The Diplomatic Security Service is near breaking point

Saudi Arabia US
US Secretary of State Mike Pompeo arrives at the Prince Sultan air base in Al-Kharj, in central Saudi Arabia Thursday, Feb. 20, 2020. Pompeo met with Saudi Arabia’s King Salman on Thursday in a visit focused primarily on discussing shared security concerns about regional rival Iran. (Andrew Caballero Reynolds/Pool via AP) Andrew Caballero Reynolds/AP

The Diplomatic Security Service is near breaking point

Part of the Department of State, the Diplomatic Security Service is a federal law enforcement agency responsible for various protective and investigative missions. Unfortunately, the DSS is near a breaking point.

The critical challenge is a growing and sustaining list of people that the DSS must protect. The agency has a standing mandate to protect non-head-of-state foreign dignitaries visiting the United States, the secretary of state, the U.S. ambassador to the U.N., and U.S. ambassadors assessed at high risk. Yet, facing an array of serious threats by Iran to assassinate various active and former U.S. officials, the DSS has been tasked with maintaining full-time protective details for those who would otherwise not have that security. Namely, former Secretary of State Mike Pompeo and former Iran special envoy Brian Hook. This is costing the government more than $2 million a month. Moreover, it is forcing the diversion of DSS agents away from investigative duties, such as countering passport fraud, and into time-consuming protective assignments.

The scale of the challenge facing the DSS is not widely understood in Congress.

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In part, that’s because the DSS lacks the political influence and name recognition of its far larger U.S. Secret Service protective partner. But lack of awareness of its overstretch is also a consequence of the DSS’s organizational culture. Consider that its agents are ultimately trained to be diplomats as well as federal law enforcement officers. This is a necessary part of their role serving as regional security officers, supervising the protection of U.S. embassies and diplomats around the world. Very few foreign governments share the heavily resourced U.S. approach to protective security, including top U.S. allies. In turn, to earn the cooperation of host governments in providing effective security for resident U.S. ambassadors and diplomats, or for visiting officials such as the secretary of state or assistant secretaries of state, DSS agents adopt a culture of politeness and making do with what they have, even when circumstances are extraordinarily challenging. Agents pride themselves on this.

The problem is that the DSS cannot sustain effective protection on its current track. Its agents are becoming too exhausted, risking workforce attrition and mistakes. Agents are human, after all, not inclined to relentlessly having to leave their spouses and families for short-term trips to stand post at domestic events or guard protectees on short jaunts around the world.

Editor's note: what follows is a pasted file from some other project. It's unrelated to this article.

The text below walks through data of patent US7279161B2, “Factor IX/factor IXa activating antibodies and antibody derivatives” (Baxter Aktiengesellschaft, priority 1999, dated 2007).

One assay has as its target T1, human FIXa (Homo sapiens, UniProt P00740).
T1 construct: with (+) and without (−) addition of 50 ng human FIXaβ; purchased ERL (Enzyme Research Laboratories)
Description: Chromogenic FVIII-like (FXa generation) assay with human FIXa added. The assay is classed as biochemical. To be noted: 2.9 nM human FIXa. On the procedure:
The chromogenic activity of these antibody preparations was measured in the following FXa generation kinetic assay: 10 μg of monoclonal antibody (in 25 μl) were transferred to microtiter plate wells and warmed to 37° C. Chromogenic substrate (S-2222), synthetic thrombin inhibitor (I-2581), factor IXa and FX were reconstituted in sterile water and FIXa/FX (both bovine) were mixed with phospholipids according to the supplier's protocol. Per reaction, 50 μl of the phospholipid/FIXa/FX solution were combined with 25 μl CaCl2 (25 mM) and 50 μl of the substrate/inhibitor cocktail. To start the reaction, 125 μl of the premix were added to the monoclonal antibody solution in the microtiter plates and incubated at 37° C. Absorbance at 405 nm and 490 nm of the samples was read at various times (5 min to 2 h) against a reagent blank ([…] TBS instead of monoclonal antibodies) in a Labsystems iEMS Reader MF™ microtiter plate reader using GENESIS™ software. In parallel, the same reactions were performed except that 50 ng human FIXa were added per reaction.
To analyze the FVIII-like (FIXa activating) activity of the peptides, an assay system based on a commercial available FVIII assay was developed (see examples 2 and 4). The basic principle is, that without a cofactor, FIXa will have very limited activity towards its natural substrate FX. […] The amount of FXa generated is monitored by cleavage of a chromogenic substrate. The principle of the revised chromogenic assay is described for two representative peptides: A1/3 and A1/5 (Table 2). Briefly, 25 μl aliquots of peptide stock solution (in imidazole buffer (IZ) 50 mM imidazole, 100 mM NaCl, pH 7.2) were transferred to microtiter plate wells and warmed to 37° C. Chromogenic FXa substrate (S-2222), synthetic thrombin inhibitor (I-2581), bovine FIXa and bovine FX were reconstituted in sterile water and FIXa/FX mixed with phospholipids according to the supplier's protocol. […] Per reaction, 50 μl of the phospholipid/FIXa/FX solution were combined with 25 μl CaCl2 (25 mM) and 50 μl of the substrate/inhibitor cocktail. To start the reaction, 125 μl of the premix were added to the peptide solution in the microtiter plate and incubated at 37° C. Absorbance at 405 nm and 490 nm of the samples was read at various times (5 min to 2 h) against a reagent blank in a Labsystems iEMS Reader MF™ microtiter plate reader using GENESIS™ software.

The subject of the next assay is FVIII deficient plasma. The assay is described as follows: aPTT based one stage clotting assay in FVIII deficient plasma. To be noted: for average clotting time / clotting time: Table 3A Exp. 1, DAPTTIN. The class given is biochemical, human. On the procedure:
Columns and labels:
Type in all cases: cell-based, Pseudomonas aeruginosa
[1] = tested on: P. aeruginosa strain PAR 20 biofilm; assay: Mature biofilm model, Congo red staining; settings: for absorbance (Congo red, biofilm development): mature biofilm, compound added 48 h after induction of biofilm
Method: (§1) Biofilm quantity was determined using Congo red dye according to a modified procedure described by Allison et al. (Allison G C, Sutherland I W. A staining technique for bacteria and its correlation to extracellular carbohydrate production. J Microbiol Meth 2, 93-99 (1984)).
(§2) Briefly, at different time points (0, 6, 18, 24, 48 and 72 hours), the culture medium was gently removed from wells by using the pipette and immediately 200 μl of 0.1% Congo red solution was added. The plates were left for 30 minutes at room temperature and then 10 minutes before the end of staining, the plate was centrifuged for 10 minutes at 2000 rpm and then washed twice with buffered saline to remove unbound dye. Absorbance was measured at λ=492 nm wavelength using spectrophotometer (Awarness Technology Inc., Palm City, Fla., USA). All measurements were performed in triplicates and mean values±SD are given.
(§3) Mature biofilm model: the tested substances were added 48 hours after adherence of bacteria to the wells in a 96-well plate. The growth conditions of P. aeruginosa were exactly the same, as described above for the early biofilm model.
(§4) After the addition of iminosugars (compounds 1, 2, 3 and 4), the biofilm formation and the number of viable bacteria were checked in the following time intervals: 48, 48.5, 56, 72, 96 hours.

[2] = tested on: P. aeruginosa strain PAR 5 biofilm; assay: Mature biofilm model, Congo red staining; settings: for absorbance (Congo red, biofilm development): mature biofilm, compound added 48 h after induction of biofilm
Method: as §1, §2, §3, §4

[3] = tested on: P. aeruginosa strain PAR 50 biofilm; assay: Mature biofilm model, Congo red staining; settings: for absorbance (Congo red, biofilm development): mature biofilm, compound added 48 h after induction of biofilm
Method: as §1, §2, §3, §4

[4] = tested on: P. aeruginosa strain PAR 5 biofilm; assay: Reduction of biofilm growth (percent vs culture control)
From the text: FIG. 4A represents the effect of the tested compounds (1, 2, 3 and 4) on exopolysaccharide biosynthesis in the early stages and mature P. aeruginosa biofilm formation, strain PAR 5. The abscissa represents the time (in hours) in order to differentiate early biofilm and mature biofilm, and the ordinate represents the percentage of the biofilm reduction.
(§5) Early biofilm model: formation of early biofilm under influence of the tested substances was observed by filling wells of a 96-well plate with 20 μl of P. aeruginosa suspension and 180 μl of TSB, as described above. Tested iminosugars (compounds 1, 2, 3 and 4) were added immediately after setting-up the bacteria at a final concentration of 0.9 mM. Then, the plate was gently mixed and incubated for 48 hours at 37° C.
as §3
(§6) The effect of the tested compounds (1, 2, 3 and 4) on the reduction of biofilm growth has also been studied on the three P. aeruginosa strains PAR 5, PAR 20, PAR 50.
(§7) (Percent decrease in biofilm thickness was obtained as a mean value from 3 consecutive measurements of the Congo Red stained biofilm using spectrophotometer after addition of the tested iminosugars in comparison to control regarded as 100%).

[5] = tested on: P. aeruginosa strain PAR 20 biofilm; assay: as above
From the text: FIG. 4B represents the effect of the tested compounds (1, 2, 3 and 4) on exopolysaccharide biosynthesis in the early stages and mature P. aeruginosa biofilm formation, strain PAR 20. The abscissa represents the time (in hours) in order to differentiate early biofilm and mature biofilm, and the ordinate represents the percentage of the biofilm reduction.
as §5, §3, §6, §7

Fortunately, there’s a three-pronged solution to the problem.

First, the U.S. and its allies need to strengthen their deterrence of Iran’s assassination threats. Ayatollah Ali Khamenei and his IRGC minions must know that any detected assassination plot will result in punitive new sanctions. They must know that any successful attack will result in decisive military retaliation.

Second, the DSS needs more money. That’s needed to ensure that the agency’s other budgets are not ransacked to provide for overtime pay and travel costs. Most important of all, new funding is needed to build out the DSS recruitment and training pipeline. Defined by a blood feud mentality wrapped in a theologically motivated desire for vengeance, Iran’s threats to U.S. officials aren’t going away. They will likely exist for as long as the Islamic Republic exists, or until the point Iran successfully assassinates a high-ranking U.S. official. That reality means the U.S. must invest in hiring more agents now so that the DSS can relieve stresses on its organization in the years to come.

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Third, the Biden administration and the State Department should work with former U.S. officials to ensure that the DSS only provides protection while on U.S. soil or for foreign trips in support of U.S. foreign policy (such as attending a foreign counterpart’s funeral, for example). Unless there are concerns with regard to a specific foreign trip, former U.S. officials should request foreign government security or private security from organizers of a private event hosting them. This would provide a significant and immediate reduction in the strain on the DSS workforce.

The top line, however, is clear. The DSS needs relief. Failure to provide that relief risks catastrophic consequences.

© 2022 Washington Examiner

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